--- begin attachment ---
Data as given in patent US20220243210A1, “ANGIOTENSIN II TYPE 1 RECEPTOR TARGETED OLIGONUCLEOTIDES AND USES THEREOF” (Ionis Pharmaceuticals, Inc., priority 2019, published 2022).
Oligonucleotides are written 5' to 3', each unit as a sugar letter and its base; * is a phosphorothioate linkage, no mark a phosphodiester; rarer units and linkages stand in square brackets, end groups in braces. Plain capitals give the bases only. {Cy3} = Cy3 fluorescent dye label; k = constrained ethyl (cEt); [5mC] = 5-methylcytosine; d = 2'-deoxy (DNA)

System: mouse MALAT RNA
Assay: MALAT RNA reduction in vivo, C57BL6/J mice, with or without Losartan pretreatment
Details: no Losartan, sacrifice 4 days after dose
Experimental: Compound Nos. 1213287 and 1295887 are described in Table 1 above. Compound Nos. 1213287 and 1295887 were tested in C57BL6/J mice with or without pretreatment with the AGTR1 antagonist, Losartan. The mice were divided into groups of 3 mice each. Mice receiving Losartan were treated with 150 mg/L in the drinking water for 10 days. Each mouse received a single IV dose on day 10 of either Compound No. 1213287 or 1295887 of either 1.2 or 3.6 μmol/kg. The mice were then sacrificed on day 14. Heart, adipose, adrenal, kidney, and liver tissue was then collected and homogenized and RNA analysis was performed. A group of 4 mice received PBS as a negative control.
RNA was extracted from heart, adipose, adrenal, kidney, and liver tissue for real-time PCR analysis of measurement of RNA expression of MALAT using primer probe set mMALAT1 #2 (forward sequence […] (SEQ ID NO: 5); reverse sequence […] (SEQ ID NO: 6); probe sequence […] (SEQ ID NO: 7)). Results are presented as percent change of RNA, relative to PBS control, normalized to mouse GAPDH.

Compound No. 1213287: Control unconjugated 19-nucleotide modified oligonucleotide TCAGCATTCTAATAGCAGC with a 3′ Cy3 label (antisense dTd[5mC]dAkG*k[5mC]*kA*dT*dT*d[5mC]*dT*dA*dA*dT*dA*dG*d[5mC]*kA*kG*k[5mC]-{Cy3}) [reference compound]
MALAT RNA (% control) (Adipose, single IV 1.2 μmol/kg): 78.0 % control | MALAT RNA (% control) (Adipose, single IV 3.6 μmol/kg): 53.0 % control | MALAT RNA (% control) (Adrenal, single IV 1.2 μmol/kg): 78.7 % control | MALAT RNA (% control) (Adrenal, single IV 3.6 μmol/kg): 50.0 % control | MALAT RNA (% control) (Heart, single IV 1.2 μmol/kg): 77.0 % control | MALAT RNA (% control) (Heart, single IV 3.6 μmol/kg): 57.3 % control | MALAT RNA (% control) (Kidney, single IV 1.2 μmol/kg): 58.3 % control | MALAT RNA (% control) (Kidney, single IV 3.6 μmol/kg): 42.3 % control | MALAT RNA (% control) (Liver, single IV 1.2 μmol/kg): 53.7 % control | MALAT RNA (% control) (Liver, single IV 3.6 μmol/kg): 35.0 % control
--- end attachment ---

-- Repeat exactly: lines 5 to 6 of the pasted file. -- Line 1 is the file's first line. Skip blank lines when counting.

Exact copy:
Details: no Losartan, sacrifice 4 days after dose
Experimental: Compound Nos. 1213287 and 1295887 are described in Table 1 above. Compound Nos. 1213287 and 1295887 were tested in C57BL6/J mice with or without pretreatment with the AGTR1 antagonist, Losartan. The mice were divided into groups of 3 mice each. Mice receiving Losartan were treated with 150 mg/L in the drinking water for 10 days. Each mouse received a single IV dose on day 10 of either Compound No. 1213287 or 1295887 of either 1.2 or 3.6 μmol/kg. The mice were then sacrificed on day 14. Heart, adipose, adrenal, kidney, and liver tissue was then collected and homogenized and RNA analysis was performed. A group of 4 mice received PBS as a negative control.